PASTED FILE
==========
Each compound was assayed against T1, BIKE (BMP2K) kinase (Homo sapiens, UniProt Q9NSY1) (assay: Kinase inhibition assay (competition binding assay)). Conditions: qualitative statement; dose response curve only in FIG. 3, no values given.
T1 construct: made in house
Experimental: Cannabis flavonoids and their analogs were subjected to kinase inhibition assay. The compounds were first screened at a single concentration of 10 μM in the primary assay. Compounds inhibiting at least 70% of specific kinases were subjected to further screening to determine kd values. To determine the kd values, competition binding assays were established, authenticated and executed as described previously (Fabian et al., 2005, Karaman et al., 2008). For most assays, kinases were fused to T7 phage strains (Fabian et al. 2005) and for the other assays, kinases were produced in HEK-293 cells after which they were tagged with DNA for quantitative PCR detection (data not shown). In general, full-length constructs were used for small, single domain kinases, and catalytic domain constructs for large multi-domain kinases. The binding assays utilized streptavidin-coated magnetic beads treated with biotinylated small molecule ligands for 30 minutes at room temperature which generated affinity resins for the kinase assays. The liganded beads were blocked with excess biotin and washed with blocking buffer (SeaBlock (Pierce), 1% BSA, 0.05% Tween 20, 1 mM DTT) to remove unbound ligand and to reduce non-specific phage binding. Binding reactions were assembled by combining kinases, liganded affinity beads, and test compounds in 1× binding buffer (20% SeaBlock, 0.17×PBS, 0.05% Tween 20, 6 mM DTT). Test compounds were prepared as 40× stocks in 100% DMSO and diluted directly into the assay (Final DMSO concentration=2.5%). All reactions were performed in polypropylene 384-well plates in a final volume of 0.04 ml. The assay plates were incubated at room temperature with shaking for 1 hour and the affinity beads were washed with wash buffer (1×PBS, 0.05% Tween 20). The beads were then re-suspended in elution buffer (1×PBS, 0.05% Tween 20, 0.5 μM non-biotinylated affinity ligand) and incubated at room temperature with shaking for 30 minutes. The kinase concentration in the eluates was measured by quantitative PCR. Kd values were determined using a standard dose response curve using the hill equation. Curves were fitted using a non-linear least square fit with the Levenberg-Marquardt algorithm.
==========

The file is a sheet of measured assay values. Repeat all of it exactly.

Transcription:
Each compound was assayed against T1, BIKE (BMP2K) kinase (Homo sapiens, UniProt Q9NSY1) (assay: Kinase inhibition assay (competition binding assay)). Conditions: qualitative statement; dose response curve only in FIG. 3, no values given.
T1 construct: made in house
Experimental: Cannabis flavonoids and their analogs were subjected to kinase inhibition assay. The compounds were first screened at a single concentration of 10 μM in the primary assay. Compounds inhibiting at least 70% of specific kinases were subjected to further screening to determine kd values. To determine the kd values, competition binding assays were established, authenticated and executed as described previously (Fabian et al., 2005, Karaman et al., 2008). For most assays, kinases were fused to T7 phage strains (Fabian et al. 2005) and for the other assays, kinases were produced in HEK-293 cells after which they were tagged with DNA for quantitative PCR detection (data not shown). In general, full-length constructs were used for small, single domain kinases, and catalytic domain constructs for large multi-domain kinases. The binding assays utilized streptavidin-coated magnetic beads treated with biotinylated small molecule ligands for 30 minutes at room temperature which generated affinity resins for the kinase assays. The liganded beads were blocked with excess biotin and washed with blocking buffer (SeaBlock (Pierce), 1% BSA, 0.05% Tween 20, 1 mM DTT) to remove unbound ligand and to reduce non-specific phage binding. Binding reactions were assembled by combining kinases, liganded affinity beads, and test compounds in 1× binding buffer (20% SeaBlock, 0.17×PBS, 0.05% Tween 20, 6 mM DTT). Test compounds were prepared as 40× stocks in 100% DMSO and diluted directly into the assay (Final DMSO concentration=2.5%). All reactions were performed in polypropylene 384-well plates in a final volume of 0.04 ml. The assay plates were incubated at room temperature with shaking for 1 hour and the affinity beads were washed with wash buffer (1×PBS, 0.05% Tween 20). The beads were then re-suspended in elution buffer (1×PBS, 0.05% Tween 20, 0.5 μM non-biotinylated affinity ligand) and incubated at room temperature with shaking for 30 minutes. The kinase concentration in the eluates was measured by quantitative PCR. Kd values were determined using a standard dose response curve using the hill equation. Curves were fitted using a non-linear least square fit with the Levenberg-Marquardt algorithm.